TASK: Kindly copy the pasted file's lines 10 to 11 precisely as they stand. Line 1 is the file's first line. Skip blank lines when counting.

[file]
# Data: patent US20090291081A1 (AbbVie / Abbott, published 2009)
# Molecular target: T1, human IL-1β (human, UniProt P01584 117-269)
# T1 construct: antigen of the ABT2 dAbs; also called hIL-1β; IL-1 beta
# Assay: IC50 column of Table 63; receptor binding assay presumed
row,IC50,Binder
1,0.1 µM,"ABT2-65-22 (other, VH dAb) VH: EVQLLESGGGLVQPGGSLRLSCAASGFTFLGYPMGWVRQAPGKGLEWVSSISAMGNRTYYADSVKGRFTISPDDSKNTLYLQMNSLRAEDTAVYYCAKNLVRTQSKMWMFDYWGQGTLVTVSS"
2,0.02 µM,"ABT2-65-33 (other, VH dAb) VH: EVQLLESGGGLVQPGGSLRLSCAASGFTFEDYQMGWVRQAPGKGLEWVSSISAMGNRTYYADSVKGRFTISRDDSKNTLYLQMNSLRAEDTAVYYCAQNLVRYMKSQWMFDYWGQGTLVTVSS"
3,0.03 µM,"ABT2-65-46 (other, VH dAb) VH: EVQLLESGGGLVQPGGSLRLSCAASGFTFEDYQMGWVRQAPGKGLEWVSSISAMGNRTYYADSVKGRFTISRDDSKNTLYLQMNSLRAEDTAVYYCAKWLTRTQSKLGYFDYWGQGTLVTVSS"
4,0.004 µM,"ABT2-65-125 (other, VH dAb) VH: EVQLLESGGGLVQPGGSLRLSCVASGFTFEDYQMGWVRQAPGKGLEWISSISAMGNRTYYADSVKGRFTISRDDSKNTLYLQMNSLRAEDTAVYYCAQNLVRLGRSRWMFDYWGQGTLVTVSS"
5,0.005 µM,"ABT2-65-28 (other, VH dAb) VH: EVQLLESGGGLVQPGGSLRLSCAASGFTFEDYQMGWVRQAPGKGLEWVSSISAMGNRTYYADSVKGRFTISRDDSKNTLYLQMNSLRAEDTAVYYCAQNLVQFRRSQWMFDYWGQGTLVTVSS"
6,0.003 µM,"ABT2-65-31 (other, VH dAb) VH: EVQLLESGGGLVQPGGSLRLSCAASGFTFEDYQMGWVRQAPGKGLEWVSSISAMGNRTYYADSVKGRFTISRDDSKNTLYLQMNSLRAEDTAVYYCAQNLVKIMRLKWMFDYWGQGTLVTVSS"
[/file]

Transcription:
5,0.005 µM,"ABT2-65-28 (other, VH dAb) VH: EVQLLESGGGLVQPGGSLRLSCAASGFTFEDYQMGWVRQAPGKGLEWVSSISAMGNRTYYADSVKGRFTISRDDSKNTLYLQMNSLRAEDTAVYYCAQNLVQFRRSQWMFDYWGQGTLVTVSS"
6,0.003 µM,"ABT2-65-31 (other, VH dAb) VH: EVQLLESGGGLVQPGGSLRLSCAASGFTFEDYQMGWVRQAPGKGLEWVSSISAMGNRTYYADSVKGRFTISRDDSKNTLYLQMNSLRAEDTAVYYCAQNLVKIMRLKWMFDYWGQGTLVTVSS"